By Sainey Darboe, Standard Newspaper

 

 

Former Vice President and Finance Minister, Bakary B Dabo, has dismissed as “mischaracterization” allegations that he betrayed Jawara by serving as Finance Minister under Jammeh.
In an interview with former Standard editor from his base in London, Mr Dabo elucidated:

“Well, ‘betraying Jawara’ is a mischaracterisation, likely arising out of a misunderstanding of the relevant issues and the circumstances that prevailed at the time. We must remember that at the material time, our country and helpless people stood on the precipice of what those with the right level of awareness saw as potential disaster. At the time I saw the prospect of military rule as a recipe for catastrophe for our fragile country and poorly mobilised society. My personal experience of military rule in several parts of West Africa, with associated pervasive mistreatment of defenceless citizenry was fresh in my mind.

“Of course, events were to show that even that experience could not have prepared me for what our people were to encounter under our own ‘soldiers with a difference’, I knew Sir Dawda too at the time harboured similarly grave misgivings over the turn of events. Like me, and like some other Gambians too, he felt at the time that the greatest danger our country courted was for military rule to take root. For both of us, anything that could be done to undo the coup, or to at least make military rule last the shortest possible life span, was viewed as worthwhile”.
He added: “My acceptance of the invitation to take up office under the junta was no more than a desperate attempt to spare our country from such a fate, when all other attempts at the time had proved fruitless.

Furthermore, I set out and proceeded on the basis of a clear agenda to devote what influence I could muster from within to work for the earliest possible exit of the military from our public life in order to limit or contain potential, indeed likely, damage in order to spare our country from precisely became our plight. Prospects for our country looked gloomy; I saw our situation as desperate and did not hesitate to try what I saw as possible option thrown up, however slight the chances, after securing pertinent assurances from the junta. The issue was never perceived in terms of whether the move represented loyalty to, or betrayal of, the person of Jawara or any other individual, for that matter”.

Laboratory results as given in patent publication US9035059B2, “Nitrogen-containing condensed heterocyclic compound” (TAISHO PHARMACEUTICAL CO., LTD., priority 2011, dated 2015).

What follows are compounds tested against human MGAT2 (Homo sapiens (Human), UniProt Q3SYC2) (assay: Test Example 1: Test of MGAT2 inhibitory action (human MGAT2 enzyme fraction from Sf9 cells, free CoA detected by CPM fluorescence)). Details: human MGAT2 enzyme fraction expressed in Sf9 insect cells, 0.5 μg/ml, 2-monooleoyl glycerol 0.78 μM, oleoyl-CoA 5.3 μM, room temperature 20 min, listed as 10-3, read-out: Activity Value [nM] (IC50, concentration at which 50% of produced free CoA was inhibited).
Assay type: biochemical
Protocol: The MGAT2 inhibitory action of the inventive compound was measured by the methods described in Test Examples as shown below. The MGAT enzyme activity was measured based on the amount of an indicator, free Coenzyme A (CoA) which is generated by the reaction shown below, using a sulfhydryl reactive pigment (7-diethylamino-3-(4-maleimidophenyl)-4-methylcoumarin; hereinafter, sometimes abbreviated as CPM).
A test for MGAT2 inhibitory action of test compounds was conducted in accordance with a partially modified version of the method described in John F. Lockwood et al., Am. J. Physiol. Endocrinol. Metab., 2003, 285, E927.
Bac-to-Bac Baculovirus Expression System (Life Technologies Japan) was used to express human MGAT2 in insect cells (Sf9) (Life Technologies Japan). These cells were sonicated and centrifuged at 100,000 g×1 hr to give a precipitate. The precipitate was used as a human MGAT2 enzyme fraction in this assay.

Mr Dabo added that the actions he took were not fundamentally different from the approach of then deposed president Jawara, saying: “Sir Dawda did not at the time advocate or pursue any other option incompatible with the approach I tried. In the event, the junta lost little time in displaying insincerity and bad faith over the assurances given and, once I sensed there was no chance of success for my agenda, I saw no point in continuing my association with the junta, hence my resignation two months after accepting their offer.

“That I failed to achieve the objective I pursued is, and will always remain, a matter of deep regret, [you just have to cast your mind back to all the mismanagement and mistreatment suffered under Yahya Jammeh and his militaristic system during these long twenty-three years, and how good it would have been to have spared such horrendous experience!]. But I have no regrets to have stepped into the ring, at the cost of considerable personal risk, to see if the military could be convinced to restore genuine and early constitutional rule. To reduce my action at the time to betrayal is to miss the point altogether; the suggestion can only arise from ignorance, at the least, or cynicism”.